Story No. 1. A family comes in to see me about an appeal. The father had been convicted of gross sexual imposition and sentenced to three years in prison. The lawyer who tried the case said he'd handle the appeal, and had filed the notice, precipe, and docketing statement a week before. The notice is a one-sentence document; it just says that you're appealing the judgment of whatever date to the court of appeals of whatever county. The precipe and docketing statement can be filled out online. On a bad day, it takes me about half an hour.
The family hired me a couple weeks later, and informed the other lawyer of that the same day the transcripts were filed. There's not a whole lot you can do with an appeal until the transcripts come in. Lots of times family members who were present at the trial will want to tell me what happened, and I tell them it doesn't matter what they saw or heard. As far as the court of appeals is concerned, if it isn't in the transcript, it didn't happen.
Before they formally retained me, but, sadly, after I'd quoted them my fee, they told me they'd paid the other lawyer $25,000 for the appeal, and asked me if they could get it back. I told them he was entitled to get paid for the work he'd done, but otherwise, yes, he had to refund the remainder of the fee.
The son called me last week and told me he'd met with the lawyer. The lawyer told them that since they were a nice family, he was going to give them back $5,000, and keep $20,000.
Story No. 2. I'm handing an appeal for another family, a mother and daughter. The daughter got involved in some post-decree domestic relations litigation over visitation and custody issues. She worked as a state-tested nursing assistant, making about ten bucks an hour. Her lawyer charged $300 an hour, so the mother co-signed the fee agreement. She drained her retirement account to pay the lawyer $20,000.
The case ended eleven months later when the ex-husband committed suicide. Two years after that, the lawyer sued the mother and daughter for $40,000 more. The judge granted him summary judgment.
The case is probably coming back. There's law that in a suit for attorney fees, even one based on contract, the lawyer has to show that the fees are reasonable and necessary. That wasn't even alleged, let alone considered. If the case does get reversed, that should be a fun trial. Jurors don't like lawyers - hell, who does? -- and I'm not sure you'll find too many who are keen on giving a lawyer anywhere close to that kind of money.
Story No. 3. This past Wednesday, the Ohio Supreme Court heard oral argument on whether John D. Tynes had the requisite character and fitness to be considered for admission to the Ohio Bar. Here's what you need to know about Tynes:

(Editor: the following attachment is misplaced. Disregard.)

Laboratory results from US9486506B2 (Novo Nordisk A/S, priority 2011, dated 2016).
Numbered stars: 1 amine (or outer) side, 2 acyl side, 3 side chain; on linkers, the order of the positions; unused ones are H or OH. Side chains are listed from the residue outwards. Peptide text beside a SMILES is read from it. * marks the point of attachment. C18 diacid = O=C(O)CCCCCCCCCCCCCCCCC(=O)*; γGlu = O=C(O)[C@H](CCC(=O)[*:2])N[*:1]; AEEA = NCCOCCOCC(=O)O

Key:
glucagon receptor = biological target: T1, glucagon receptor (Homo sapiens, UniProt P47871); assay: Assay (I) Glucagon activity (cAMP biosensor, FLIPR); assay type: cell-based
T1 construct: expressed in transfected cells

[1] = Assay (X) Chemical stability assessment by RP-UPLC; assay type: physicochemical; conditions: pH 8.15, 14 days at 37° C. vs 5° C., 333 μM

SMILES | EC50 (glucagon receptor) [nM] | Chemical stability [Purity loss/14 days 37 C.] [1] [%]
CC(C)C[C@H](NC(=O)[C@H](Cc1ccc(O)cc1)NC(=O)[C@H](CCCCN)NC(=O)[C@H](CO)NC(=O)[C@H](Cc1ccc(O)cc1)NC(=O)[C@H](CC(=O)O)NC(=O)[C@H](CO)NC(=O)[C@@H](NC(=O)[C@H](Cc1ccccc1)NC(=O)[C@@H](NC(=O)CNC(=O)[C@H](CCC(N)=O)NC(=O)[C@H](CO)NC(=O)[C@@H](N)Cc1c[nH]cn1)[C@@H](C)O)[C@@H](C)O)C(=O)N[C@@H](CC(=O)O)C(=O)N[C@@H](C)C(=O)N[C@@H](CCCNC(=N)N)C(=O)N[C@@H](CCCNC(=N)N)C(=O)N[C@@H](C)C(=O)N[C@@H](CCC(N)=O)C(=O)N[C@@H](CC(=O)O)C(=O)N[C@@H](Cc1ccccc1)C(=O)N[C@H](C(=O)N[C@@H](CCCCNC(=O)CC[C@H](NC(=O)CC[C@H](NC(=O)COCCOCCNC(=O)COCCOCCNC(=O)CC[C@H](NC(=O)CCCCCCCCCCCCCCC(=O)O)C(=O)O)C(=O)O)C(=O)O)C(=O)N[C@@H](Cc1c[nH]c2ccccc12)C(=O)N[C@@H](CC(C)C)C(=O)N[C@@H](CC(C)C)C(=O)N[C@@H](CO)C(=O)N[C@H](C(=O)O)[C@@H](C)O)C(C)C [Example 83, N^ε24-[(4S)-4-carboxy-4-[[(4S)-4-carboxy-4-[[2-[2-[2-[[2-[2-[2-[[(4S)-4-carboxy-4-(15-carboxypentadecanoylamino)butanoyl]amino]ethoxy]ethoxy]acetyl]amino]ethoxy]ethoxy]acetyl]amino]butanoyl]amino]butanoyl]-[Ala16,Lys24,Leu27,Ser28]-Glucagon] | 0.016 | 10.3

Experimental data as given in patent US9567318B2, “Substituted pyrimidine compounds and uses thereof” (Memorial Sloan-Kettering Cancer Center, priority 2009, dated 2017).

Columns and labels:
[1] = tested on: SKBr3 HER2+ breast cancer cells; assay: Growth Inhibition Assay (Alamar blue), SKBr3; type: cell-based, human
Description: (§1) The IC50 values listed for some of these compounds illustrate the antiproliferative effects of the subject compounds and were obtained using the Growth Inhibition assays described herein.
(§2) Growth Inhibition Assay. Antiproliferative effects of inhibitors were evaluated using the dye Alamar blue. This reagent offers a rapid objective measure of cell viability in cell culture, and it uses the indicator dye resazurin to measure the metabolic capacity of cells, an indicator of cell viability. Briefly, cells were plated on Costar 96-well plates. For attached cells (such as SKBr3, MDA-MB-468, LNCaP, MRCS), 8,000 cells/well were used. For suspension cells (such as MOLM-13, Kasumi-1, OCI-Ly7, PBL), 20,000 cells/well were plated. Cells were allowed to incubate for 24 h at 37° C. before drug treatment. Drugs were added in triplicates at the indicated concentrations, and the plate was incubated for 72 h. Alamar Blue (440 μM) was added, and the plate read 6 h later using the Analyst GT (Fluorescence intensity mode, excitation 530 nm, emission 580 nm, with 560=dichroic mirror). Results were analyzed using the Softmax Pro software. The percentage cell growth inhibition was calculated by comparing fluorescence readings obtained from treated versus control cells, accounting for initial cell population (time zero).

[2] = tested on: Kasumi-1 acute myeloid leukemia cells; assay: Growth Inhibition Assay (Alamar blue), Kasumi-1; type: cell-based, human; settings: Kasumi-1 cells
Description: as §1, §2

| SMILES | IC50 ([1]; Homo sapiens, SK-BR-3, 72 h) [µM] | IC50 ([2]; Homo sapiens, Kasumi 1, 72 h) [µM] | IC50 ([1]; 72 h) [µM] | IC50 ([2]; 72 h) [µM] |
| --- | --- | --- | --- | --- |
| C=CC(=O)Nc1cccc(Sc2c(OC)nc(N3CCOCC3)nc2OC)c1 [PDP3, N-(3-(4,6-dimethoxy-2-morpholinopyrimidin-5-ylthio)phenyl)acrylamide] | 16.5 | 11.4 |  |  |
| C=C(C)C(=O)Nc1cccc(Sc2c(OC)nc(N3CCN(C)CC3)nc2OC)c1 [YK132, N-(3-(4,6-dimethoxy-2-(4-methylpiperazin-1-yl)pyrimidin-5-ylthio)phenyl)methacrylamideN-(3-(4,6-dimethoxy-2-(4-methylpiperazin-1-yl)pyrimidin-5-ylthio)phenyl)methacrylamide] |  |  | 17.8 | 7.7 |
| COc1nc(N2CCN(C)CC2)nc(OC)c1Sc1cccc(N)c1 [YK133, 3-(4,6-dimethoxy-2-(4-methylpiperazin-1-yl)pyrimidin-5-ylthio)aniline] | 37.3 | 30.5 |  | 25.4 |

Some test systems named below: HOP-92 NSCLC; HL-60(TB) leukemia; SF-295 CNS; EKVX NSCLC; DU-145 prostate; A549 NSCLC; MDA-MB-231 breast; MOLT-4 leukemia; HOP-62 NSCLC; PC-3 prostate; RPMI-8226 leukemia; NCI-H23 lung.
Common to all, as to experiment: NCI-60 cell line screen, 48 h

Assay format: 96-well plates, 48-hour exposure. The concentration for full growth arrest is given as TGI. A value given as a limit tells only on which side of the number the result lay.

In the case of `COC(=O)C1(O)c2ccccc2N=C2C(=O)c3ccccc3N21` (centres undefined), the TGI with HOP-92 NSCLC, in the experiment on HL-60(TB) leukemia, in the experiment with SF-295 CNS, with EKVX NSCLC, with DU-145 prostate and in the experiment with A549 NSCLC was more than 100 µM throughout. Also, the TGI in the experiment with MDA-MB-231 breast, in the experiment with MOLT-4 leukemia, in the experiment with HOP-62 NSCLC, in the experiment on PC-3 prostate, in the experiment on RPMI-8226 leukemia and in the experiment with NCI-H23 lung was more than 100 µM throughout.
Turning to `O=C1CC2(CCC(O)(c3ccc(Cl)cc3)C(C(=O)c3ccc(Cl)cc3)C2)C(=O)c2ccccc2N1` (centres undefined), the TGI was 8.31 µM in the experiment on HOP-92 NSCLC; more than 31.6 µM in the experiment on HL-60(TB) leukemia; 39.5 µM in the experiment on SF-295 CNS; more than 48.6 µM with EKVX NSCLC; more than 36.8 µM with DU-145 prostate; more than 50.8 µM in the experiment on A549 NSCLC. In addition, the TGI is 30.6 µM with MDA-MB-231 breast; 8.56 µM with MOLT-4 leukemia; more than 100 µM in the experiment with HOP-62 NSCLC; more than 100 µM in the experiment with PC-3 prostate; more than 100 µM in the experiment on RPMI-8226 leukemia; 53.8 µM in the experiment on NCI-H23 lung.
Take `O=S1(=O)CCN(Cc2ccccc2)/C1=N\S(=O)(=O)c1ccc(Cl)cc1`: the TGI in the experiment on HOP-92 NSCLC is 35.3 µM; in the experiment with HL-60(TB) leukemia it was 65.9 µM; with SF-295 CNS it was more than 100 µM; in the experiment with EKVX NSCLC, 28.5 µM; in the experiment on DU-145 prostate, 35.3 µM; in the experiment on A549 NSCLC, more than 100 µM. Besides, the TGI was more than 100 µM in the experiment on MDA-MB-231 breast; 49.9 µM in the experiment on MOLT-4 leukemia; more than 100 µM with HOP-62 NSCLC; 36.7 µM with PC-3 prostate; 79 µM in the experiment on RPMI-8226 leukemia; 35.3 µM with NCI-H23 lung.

- He's 65 years old
- He wants to be a lawyer so he can assist prisoners in the system, and ex-prisoners adjust to re-entry into society
- 17 years ago, while in the military, he tried to hook up with three girls under the age of 15. Two turned him down; the third was an FBI agent. He was convicted of various sex crimes, including child pornography, and did 19 months in prison.
Tynes' lawyer did a superb job laying out his case, both factually and legally. The Board of Commissioners argued that Tynes' crimes meant that he should never be allowed to sit for the bar. As Tynes' lawyer pointed out, lawyers are a randy lot, and there are a number who've committed sex offenses and maybe lost their ticket for a while, but weren't disbarred. (He didn't say that lawyers are a randy lot, but you could certainly make the argument. One attorney was disciplined for having sex with the 15-year-old daughter of a client. My favorite, though, was the lawyer who had sex with his criminal client in the holding cell up in one of the courtrooms here.)
But it wasn't going anywhere. The lawyer for the Bar Association claimed that he wasn't asking for a bright-line rule that anyone convicted of sex offense involving children was automatically disqualified from seeking admission to the bar, but he closed by telling the justices that the public would be outraged if they knew a sex offender had been admitted to practice. That's a valid point, and one the justices could certainly understand, given the flashback when the court allowed Derek Anthony Farmer to be admitted to the bar in 1999, despite the fact that Farmer served 18 years in prison for his involvement in the murder of a police officer and a jewelry store owner. That flashback, coupled with the fact that Farmer was subsequently suspended for bilking prisoners' families, was probably the reason that Tynes' attorneys never mentioned Farmer's name.
So Tynes isn't going to be able to help prisoners.
Maybe he should have told the bar association he was just in it for the money.